Big Fish by Daniel Wallace
Mrs. Dalloway by Virginia Woolf
Short Stories and Poetry handouts (or on-line)
An undergraduate survey that introduces and explores elements of the narrative through discussion and written response.
This course will examine the literary elements of fiction. The class will explore narrative with the aim of understanding the stylistic patterns, cultural contexts, and major themes often prevalent in them. Using various critical approaches, we will read and analyze, through writing and discussion, both traditional and contemporary literature.
At the completion of the course, you should be able to:
1) Identify and understand the varied characteristics of literature
2) Apply the techniques of literary analysis to texts
3) Use literary theory to develop your skills in careful reading and clear writing
4) Demonstrate an understanding of the diverse social and historical contexts in which the assigned literary texts have been written and interpreted
Participation in class discussions
Frequent pop quizzes or short assignments
One group presentation
Attendance and Participation:
Since this course depends upon a full and engaged classroom, we all suffer from absences. The attendance policy is, therefore, strict and absolute. Miss three classes and your grade is reduced by one full letter. Miss six and you will be dropped from the class. Also, for every three times you are late for class, you accumulate one absence.
I absolutely, positively do not give makeup exams or quizzes or accept late final papers.
You should buy a journal or notebook that will be only for you and is in some way representative of you. Every week at some point in our reading you should choose 1 passage in the text that interests you and respond to it (handwritten responses only). You must provide the passage and then respond by writing at least one developed paragraph. I want you to focus only on the content of the passage and use these responses as a way to revel in and explore the sensory pleasures that literature can provide. For example, you might respond to the words chosen or a scene the author describes as well as the plot. You are extremely valuable as readers and this journal is a safe, place to explore and wander in the texts we read. I will pick up your books three times during the semester and comment on the entries.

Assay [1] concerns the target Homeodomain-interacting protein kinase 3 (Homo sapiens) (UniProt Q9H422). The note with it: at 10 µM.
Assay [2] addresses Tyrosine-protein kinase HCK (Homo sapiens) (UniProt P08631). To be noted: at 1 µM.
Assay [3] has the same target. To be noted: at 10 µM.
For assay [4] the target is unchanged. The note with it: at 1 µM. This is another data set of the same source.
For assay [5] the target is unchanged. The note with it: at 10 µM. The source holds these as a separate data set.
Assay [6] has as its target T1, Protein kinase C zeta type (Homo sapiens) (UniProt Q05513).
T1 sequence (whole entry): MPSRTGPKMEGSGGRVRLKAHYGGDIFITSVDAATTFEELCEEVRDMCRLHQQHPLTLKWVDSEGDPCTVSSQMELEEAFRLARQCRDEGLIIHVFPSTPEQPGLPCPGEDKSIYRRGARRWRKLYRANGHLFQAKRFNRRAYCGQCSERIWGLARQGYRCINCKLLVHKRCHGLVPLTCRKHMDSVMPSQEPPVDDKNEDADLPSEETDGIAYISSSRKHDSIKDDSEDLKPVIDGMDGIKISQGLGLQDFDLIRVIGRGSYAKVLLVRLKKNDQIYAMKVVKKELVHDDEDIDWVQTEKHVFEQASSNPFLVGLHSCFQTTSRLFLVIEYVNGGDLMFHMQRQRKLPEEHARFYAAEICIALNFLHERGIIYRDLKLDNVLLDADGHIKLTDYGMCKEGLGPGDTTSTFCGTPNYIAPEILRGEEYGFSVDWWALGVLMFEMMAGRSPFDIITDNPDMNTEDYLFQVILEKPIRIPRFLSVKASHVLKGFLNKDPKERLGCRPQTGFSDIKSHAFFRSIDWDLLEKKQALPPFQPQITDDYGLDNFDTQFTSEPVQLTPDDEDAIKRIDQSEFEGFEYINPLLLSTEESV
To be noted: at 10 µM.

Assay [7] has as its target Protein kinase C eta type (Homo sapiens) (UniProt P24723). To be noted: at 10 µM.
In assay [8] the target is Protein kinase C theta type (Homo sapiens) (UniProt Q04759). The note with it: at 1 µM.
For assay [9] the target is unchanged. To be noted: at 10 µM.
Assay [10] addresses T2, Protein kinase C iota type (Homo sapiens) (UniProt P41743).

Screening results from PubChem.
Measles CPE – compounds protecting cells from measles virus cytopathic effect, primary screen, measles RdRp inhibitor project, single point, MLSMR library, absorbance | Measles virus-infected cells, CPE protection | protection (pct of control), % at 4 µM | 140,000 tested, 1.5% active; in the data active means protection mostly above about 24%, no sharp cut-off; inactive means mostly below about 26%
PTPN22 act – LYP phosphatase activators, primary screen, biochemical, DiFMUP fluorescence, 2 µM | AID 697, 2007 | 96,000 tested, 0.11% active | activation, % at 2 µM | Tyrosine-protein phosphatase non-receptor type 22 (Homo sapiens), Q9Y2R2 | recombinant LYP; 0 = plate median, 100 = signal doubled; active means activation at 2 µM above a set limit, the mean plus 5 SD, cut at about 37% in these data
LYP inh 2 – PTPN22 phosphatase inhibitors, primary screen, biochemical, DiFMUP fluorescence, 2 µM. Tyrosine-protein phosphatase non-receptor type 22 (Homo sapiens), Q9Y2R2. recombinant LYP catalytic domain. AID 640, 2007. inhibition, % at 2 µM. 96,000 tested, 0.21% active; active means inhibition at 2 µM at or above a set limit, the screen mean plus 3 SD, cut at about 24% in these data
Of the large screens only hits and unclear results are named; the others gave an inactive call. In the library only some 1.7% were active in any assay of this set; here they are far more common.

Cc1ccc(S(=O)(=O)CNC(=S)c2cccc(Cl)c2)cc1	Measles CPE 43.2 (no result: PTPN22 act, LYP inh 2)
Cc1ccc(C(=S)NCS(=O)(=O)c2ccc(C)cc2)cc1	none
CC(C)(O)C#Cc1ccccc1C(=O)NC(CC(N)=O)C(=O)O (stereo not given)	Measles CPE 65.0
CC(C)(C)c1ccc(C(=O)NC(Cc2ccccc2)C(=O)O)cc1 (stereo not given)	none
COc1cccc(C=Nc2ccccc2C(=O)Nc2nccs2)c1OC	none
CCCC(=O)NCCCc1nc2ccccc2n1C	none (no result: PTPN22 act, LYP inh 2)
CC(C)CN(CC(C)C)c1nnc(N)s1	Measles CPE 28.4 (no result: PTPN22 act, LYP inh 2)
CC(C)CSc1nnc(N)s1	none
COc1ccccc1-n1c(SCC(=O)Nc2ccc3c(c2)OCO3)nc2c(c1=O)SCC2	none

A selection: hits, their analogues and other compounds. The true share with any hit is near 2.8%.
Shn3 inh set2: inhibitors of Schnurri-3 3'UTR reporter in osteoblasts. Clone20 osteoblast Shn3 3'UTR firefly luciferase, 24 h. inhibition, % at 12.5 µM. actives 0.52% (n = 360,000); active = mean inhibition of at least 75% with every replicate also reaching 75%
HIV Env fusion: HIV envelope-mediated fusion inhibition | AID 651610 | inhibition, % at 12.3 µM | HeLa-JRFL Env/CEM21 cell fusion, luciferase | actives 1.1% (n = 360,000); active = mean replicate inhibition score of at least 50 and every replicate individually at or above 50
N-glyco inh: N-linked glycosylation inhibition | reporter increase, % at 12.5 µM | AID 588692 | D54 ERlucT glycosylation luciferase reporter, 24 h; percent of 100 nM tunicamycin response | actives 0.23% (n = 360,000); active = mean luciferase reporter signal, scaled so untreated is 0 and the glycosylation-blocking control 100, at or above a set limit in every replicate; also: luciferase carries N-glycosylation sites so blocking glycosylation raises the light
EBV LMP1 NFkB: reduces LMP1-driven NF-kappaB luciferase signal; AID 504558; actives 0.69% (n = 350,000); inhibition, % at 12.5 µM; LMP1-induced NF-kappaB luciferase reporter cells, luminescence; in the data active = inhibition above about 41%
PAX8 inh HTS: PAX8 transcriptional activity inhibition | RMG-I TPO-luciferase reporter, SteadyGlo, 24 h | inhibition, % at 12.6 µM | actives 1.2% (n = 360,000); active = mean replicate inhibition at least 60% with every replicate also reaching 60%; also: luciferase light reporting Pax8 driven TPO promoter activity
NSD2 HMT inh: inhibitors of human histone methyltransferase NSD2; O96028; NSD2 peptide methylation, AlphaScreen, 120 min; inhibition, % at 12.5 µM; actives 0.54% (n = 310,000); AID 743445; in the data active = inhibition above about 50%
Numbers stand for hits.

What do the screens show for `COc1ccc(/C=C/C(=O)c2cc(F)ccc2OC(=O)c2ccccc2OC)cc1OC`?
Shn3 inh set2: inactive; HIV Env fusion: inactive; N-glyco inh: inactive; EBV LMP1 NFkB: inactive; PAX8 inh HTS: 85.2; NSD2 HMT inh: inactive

Exam 1 15%
Exam 2 15%
Exam 3 15%
Commonplace Book 15%
*Note: Participation includes quizzes, assignments, and class discussion.
It’s theft of thought—don’t do it. If you have any questions regarding what constitutes plagiarism, please see me. Otherwise, understand that it is a violation of the Academic Integrity Policy and it is against the law. It is grounds for failing an assignment, and potentially, the course. No one wants that, so please know that I value your ideas—no need to look elsewhere. Please visit the university’s site on plagiarism if you have concerns:
If you would like to request accommodations for a disability that could affect your performance in this course, please contact me and/or the office of Disability services at 334-5440.
The Writing Center:
If you need help with your writing, please take advantage of the Writing Center. It is located in 101 McIver. The hours are M-Th, 9 a.m. to 8 p.m. and F, 9 a.m. to 3 p.m. You can contact the Writing Center at 334-3125.
Aug 15: Introductions and Syllabus
Aug 17: Elements of Fiction
Aug 22: Critical Approaches
Aug 24: No class
Aug 29: Big Fish
Aug 31: Big Fish
Sept 5: No class
Sept 7: Big Fish
Sept 12: Elements of Film
Sept 14: Movie: Big Fish
Sept 19: Movie: Big Fish
Sept 21: Exam # 1
Sept 26: Mrs. Dalloway
Sept 28: Mrs. Dalloway
Oct 3: Mrs. Dalloway
Oct 5: Mrs. Dalloway
Oct 10: No class
Oct 12: Meet with groups
Oct 17: Movie: The Hours
Oct 19: Movie: The Hours
Oct 24: Exam # 2
Oct 26: Elements of Poetry
Oct 31: Meet with Book Groups (no class)
Nov 2: Poetry
Nov 7: Poetry
Nov 9: Elements of short stories
Nov 14: Short Stories
Nov 16: Short Stories
Nov 21: Meet with groups; Exam #3
Nov 23: No class
Nov 28: Presentation Groups 1 & 2
Nov 30: Presentation Groups 3 & 4
Dec 5: Presentation Group 5; Final Paper Due
Dec 7: Finals begin